Posted by Mei-Ling Huang, Partner
CQC’s annual State of Care report for 2017/18 has been published
CQC have focused on five factors that affect the sustainability of care:
- Access: CQC found that although most people are still receiving good care, access to care varies throughout the country. Some people cannot get the care they need or only have reasonable access, disjointed care or poor services.
- Quality: The overall quality of care has improved with 79% of adult social care services rated good, up from 78% in 2016/17. There are now 605 services rated outstanding which is 250 more than this time last year. An emphasis is placed on providers having an effective and stable manager who embraces learning and working externally with local partners. In addition, providers are encouraged to utilise new technology to increase the quality of care they deliver.
- Workforce: Recruitment, staff retention and development are still problematic for providers. This, in turn, impacts on their ability to meet the needs of service users. The vacancy rate for jobs across the sector has gone up from 6.6% to 8%, with the most vacant posts being nurses, with 12% of posts currently unfilled.
- Capacity and Demand: The demand for social care services is increasing relentlessly due to the ageing population and the increasing number of people living with complex, chronic or multiple conditions, such as diabetes, cancer, heart disease and dementia. The report finds that there will be twice as many people needing 24-hour care in England by 2035. The capacity of adult social care provision continues to be very constrained. Overall, the number of beds has dropped slightly. There is a challenge in finding the right provision to meet people’s needs. Collectively, services need to plan to meet the predicted needs of their local populations, as well as planning for extreme periods of demand, such as during the winter months.
- Funding and Commissioning: Funding continues to be the greatest challenge in the care sector. 78% of directors are concerned about their ability to meet the statutory duty to ensure the market sustainability of their business within existing budgets whilst councils are grappling with the tension between prioritising those with the greatest needs and investing in services that will prevent and reduce future needs. The Local Government Association estimates that adult social care services will be confronted by a funding gap of £3.5 billion by 2025. The government have announced an extra £20.5 billion funding for the NHS by 2023/24 but there is still no long-term funding solution for adult social care. This is due to feature in both the forthcoming social care Green Paper and the wider Spending Review.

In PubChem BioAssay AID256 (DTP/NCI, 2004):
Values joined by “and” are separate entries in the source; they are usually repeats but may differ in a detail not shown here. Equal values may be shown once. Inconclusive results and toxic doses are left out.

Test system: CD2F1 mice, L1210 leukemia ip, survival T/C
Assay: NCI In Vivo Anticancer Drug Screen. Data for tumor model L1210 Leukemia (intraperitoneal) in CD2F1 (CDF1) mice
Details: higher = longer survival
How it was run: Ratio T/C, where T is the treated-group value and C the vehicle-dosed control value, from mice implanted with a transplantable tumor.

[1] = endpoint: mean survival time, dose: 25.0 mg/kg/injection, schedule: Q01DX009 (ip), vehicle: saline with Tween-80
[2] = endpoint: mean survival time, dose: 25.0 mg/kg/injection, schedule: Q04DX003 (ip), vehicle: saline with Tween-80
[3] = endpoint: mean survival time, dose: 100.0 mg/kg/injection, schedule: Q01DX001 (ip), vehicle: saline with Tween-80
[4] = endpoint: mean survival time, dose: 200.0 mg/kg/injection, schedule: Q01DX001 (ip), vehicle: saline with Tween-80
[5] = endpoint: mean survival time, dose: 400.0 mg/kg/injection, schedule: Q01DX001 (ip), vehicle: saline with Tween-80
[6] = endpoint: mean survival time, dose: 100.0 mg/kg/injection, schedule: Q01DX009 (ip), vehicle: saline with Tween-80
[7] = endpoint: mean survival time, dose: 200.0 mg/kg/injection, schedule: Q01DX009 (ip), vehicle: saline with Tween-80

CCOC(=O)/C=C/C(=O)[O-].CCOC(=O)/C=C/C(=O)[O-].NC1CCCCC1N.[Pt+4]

Other Key Findings
- Services perform the best in the caring domain with 91% of services rated as good and 4% rated as outstanding. Conversely, 2% of services were rated as inadequate and 21% as requires improvement for well-led, emphasising the need for strong management and a focus on the well-led domain in inspections.
- Of the 396 services that were originally rated as inadequate and have been re-inspected since 1 August 2017, 89% improved their rating.
- However, improvement is still challenging for many services. Of the 3,031 services that were originally rated as requires improvement, 42% of services that were re-inspected failed to improve and have retained a rating of requires improvement. A further 7% dropped to a rating of inadequate.
- CQC has been exercising its enforcement powers. Of the 141 services closed by the regulator, 73% of those were adult social care services.
- CQC’s message for adult social care providers is that a poor rating should be taken “as a wake-up call”. Those who improved their rating used the issues identified in their inspection report to create an action plan and demonstrated increased staff training and appraisals.
- The resounding message is that the hallmarks of providing good quality care are good leadership and governance with a strong organisational culture and collaborative relationships with partners and other healthcare organisations.
- The urgent challenge for Parliament and commissioners is to change the way services are funded.
- Providers must recognise the needs of their local populations and find sustainable, person-centred solutions to the issues they face. Regrettably, the alternative is a future in which inequality in care will continue to grow.
You can read a full copy of the report here.
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